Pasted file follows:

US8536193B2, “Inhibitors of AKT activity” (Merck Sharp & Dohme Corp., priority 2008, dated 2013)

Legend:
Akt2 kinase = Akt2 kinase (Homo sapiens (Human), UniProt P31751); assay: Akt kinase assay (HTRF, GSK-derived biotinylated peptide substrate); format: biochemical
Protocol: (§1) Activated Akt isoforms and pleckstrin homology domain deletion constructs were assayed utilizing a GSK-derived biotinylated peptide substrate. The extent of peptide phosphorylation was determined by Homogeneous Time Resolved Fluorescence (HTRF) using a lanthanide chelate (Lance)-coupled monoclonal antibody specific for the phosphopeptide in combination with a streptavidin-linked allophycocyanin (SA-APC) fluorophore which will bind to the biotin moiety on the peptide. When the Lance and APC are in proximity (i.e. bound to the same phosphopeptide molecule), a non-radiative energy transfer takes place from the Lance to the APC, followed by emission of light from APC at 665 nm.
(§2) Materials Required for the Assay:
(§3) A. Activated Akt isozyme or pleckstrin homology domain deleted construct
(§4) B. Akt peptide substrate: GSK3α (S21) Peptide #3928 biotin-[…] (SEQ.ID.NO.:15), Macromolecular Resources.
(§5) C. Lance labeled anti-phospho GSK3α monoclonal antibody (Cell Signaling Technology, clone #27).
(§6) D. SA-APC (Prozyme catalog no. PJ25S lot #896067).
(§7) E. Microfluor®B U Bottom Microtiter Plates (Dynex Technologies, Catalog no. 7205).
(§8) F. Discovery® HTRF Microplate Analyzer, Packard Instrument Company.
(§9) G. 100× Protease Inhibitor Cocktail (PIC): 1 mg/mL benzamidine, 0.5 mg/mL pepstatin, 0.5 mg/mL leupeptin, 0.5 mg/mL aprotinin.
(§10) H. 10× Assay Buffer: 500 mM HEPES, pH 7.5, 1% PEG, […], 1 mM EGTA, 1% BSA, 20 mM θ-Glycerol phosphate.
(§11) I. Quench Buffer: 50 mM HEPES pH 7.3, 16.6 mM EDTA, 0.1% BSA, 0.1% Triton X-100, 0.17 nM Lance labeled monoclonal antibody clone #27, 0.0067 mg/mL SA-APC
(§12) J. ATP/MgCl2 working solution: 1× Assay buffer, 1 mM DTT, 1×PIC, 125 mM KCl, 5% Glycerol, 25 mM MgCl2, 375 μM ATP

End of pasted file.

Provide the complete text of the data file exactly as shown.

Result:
US8536193B2, “Inhibitors of AKT activity” (Merck Sharp & Dohme Corp., priority 2008, dated 2013)

Legend:
Akt2 kinase = Akt2 kinase (Homo sapiens (Human), UniProt P31751); assay: Akt kinase assay (HTRF, GSK-derived biotinylated peptide substrate); format: biochemical
Protocol: (§1) Activated Akt isoforms and pleckstrin homology domain deletion constructs were assayed utilizing a GSK-derived biotinylated peptide substrate. The extent of peptide phosphorylation was determined by Homogeneous Time Resolved Fluorescence (HTRF) using a lanthanide chelate (Lance)-coupled monoclonal antibody specific for the phosphopeptide in combination with a streptavidin-linked allophycocyanin (SA-APC) fluorophore which will bind to the biotin moiety on the peptide. When the Lance and APC are in proximity (i.e. bound to the same phosphopeptide molecule), a non-radiative energy transfer takes place from the Lance to the APC, followed by emission of light from APC at 665 nm.
(§2) Materials Required for the Assay:
(§3) A. Activated Akt isozyme or pleckstrin homology domain deleted construct
(§4) B. Akt peptide substrate: GSK3α (S21) Peptide #3928 biotin-[…] (SEQ.ID.NO.:15), Macromolecular Resources.
(§5) C. Lance labeled anti-phospho GSK3α monoclonal antibody (Cell Signaling Technology, clone #27).
(§6) D. SA-APC (Prozyme catalog no. PJ25S lot #896067).
(§7) E. Microfluor®B U Bottom Microtiter Plates (Dynex Technologies, Catalog no. 7205).
(§8) F. Discovery® HTRF Microplate Analyzer, Packard Instrument Company.
(§9) G. 100× Protease Inhibitor Cocktail (PIC): 1 mg/mL benzamidine, 0.5 mg/mL pepstatin, 0.5 mg/mL leupeptin, 0.5 mg/mL aprotinin.
(§10) H. 10× Assay Buffer: 500 mM HEPES, pH 7.5, 1% PEG, […], 1 mM EGTA, 1% BSA, 20 mM θ-Glycerol phosphate.
(§11) I. Quench Buffer: 50 mM HEPES pH 7.3, 16.6 mM EDTA, 0.1% BSA, 0.1% Triton X-100, 0.17 nM Lance labeled monoclonal antibody clone #27, 0.0067 mg/mL SA-APC
(§12) J. ATP/MgCl2 working solution: 1× Assay buffer, 1 mM DTT, 1×PIC, 125 mM KCl, 5% Glycerol, 25 mM MgCl2, 375 μM ATP